Microsoft is starting an anti-virus and security service for PC users.
The service will be aimed at automatically keeping PCs healthy
The service would be on a yearly subscription basis, just like other anti-virus protection services.
Called Windows OneCare, it is to be tested by the software giant's employees, before a trial release for the rest of the world later this year.
Although Microsoft already offers security features in its software for free, it recently bought anti-virus technology to help beef up security.
"We're designing the service so it will continually update and evolve over time," Ryan Hamlin, Microsoft's general manager of the technology safety group said in a statement.
The service is designed to automatically patch-up security holes, as well as beef up anti-virus and spyware protection. It will also help maintain the health of a user's PC generally, according to Microsoft.
Many people fail to protect themselves online and forget to run regular scans on their computers to check for spyware - programs that sneak onto computers which can surreptitiously monitor user behaviour or steal information.
Romanian software company, GeCAD Software, was bought in 2003 to develop Microsoft's own anti-virus and anti-spyware software.
Competition for others
The move will put Microsoft in competition with other net security firms which offer paid-for protection services, such as Symantec, Trend Micro and McAfee.
Graham Cluley, senior technology consultant for net security firm Sophos, applauded the move and welcomed Microsoft as a "responsible newcomer" to the anti-virus market.
He said it highlighted the need for effective security services for home computer users who are traditionally poorly protected.
STAYING SAFE ONLINE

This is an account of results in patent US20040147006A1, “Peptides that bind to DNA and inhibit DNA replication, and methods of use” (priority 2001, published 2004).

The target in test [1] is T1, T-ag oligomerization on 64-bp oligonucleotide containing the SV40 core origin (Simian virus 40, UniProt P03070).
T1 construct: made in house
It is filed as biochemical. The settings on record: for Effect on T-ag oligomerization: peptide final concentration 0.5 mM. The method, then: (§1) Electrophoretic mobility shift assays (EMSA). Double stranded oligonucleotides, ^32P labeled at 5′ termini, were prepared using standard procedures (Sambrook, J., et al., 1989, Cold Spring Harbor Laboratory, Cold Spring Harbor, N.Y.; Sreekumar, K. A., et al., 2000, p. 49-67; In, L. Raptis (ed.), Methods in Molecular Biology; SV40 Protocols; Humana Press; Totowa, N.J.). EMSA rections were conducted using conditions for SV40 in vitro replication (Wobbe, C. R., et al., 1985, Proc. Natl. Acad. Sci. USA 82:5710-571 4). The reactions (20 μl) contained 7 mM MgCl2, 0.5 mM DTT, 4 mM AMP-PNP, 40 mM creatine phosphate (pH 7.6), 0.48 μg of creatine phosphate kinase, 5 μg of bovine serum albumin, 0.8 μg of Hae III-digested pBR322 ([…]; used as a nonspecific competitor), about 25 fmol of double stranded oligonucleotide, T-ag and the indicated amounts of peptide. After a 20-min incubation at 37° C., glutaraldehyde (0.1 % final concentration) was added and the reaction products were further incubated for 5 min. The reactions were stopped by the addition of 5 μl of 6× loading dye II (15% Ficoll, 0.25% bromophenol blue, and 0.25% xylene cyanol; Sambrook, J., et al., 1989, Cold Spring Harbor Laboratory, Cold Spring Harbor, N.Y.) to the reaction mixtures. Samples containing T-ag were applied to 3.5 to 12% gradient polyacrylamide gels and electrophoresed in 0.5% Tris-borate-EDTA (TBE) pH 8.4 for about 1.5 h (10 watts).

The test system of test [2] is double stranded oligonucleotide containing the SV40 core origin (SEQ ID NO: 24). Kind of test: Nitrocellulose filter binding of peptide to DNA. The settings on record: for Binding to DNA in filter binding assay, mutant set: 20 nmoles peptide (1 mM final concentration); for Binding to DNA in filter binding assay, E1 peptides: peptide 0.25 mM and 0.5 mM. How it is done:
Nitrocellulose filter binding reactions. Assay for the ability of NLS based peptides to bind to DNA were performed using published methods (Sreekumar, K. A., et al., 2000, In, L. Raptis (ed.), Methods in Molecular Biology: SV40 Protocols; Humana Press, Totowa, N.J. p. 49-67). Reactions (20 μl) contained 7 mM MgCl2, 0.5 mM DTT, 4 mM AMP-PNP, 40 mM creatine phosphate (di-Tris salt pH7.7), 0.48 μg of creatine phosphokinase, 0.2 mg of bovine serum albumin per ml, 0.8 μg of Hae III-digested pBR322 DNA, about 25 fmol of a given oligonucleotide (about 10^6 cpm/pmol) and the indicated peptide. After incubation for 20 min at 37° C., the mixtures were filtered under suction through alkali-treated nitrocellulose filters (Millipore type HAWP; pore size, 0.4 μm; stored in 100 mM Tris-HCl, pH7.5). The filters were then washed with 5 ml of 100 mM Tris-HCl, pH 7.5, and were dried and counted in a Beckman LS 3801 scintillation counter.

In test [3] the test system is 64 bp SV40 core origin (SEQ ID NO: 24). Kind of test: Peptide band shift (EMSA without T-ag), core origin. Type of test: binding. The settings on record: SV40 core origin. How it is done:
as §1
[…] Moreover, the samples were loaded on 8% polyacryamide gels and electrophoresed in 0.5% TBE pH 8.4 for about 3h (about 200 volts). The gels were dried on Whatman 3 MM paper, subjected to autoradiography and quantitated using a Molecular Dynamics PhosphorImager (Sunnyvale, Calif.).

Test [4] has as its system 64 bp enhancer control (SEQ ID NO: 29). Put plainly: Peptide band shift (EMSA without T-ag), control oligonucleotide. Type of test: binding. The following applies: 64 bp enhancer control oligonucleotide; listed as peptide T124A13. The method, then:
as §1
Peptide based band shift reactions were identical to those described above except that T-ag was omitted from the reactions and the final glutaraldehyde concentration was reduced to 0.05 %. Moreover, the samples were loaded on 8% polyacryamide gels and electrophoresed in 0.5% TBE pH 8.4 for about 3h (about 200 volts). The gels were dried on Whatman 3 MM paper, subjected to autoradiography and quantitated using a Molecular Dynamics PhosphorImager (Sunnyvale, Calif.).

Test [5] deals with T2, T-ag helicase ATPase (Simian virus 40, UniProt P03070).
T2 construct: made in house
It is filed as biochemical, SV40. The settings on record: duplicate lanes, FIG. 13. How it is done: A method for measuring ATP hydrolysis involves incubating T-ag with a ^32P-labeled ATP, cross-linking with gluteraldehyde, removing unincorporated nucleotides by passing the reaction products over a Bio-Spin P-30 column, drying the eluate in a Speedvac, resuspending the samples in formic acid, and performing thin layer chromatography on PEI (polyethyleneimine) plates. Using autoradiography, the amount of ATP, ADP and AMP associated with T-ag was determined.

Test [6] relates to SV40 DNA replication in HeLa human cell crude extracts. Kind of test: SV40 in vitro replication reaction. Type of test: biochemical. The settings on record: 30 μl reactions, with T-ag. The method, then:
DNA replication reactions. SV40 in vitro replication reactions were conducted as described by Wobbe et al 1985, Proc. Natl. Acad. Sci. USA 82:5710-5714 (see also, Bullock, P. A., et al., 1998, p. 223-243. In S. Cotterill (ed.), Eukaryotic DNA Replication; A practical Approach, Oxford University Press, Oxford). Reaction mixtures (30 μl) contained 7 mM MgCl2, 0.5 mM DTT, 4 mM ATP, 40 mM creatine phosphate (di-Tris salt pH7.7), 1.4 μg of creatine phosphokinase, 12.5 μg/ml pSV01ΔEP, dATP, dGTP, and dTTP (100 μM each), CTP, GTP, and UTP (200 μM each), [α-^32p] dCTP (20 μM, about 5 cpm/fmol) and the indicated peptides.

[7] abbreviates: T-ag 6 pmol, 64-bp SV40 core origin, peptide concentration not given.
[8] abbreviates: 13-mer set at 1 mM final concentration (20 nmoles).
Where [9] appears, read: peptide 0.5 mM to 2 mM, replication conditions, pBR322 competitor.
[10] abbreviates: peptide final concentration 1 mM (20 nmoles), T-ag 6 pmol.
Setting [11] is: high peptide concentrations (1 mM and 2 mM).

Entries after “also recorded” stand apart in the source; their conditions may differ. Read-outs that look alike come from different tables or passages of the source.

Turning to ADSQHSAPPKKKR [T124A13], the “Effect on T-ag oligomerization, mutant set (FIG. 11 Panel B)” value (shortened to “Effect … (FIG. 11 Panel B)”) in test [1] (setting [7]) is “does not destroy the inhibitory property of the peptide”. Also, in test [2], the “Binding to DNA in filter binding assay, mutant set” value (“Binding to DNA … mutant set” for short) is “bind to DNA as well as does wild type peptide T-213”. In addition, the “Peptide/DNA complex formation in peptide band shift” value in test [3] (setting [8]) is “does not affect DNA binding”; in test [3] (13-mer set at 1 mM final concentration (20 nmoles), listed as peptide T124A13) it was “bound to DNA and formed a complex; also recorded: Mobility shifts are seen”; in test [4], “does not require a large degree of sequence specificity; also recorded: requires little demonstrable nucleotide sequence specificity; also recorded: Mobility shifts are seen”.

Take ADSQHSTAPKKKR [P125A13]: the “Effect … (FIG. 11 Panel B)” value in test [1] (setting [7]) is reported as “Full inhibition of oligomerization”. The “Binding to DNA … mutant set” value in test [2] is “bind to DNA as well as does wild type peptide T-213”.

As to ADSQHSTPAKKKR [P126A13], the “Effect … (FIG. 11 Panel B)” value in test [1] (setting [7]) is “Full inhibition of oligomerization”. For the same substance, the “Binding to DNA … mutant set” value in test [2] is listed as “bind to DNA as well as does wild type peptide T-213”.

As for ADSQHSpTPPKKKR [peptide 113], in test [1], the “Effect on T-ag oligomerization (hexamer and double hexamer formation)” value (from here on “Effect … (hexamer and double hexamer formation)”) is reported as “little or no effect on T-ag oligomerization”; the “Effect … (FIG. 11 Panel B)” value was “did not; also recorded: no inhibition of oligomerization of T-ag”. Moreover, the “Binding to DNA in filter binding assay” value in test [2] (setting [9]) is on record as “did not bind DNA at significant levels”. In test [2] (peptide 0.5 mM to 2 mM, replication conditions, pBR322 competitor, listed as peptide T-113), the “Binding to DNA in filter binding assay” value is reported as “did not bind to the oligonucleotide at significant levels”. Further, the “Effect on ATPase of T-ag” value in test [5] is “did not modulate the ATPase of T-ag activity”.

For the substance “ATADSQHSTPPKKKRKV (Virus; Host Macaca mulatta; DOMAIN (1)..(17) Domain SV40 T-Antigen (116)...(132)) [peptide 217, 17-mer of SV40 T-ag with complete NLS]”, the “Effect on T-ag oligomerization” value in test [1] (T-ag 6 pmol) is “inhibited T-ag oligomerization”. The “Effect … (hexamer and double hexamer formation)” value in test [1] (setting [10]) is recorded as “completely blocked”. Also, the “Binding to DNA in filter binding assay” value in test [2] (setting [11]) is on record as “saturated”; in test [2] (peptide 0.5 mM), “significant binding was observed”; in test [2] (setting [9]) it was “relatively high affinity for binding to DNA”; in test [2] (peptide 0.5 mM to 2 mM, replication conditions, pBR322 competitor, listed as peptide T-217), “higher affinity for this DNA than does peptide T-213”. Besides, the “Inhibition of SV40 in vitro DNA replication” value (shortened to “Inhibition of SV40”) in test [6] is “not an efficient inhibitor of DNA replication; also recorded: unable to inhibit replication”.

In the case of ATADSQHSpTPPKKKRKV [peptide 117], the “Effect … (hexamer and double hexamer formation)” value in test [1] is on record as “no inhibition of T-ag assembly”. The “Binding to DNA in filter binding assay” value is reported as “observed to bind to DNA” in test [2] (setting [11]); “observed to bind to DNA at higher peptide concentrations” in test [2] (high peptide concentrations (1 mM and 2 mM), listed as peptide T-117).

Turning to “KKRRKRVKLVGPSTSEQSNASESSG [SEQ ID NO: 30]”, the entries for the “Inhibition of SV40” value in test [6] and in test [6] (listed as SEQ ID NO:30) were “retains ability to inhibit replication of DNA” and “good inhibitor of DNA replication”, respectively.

Install anti-virus software
Keep your anti-virus software up to date
Install a personal firewall
Use Windows updates to patch security holes
Do not open e-mail messages that look suspicious
Do not click on e-mail attachments you were not expecting
"Microsoft wants end users to feel safe when they use the internet, and not to feel that Microsoft is doing nothing about the security problem," he said.
It could also help claw back confidence in Windows' security. But, he told the BBC News website, it could spell trouble for some who might feel threatened.
"Microsoft launching an anti-virus product for home users could force some anti-virus vendors to be even more aggressive in this space in order to retain market share.
"Vendors such as Symantec, McAfee and Trend Micro who have a large home user base will find themselves up against a competitor with a formidably strong brand in the consumer market.
He added that Microsoft was also keen to stem any migration of its users to other operating systems, such as Apple's Mac OS X and Unix-based systems.
Sophos was not so worried about the move, he said, because its effort were focused primarily on business protection rather than home users.
Apple has offered an anti-virus subscription service for its users for some time.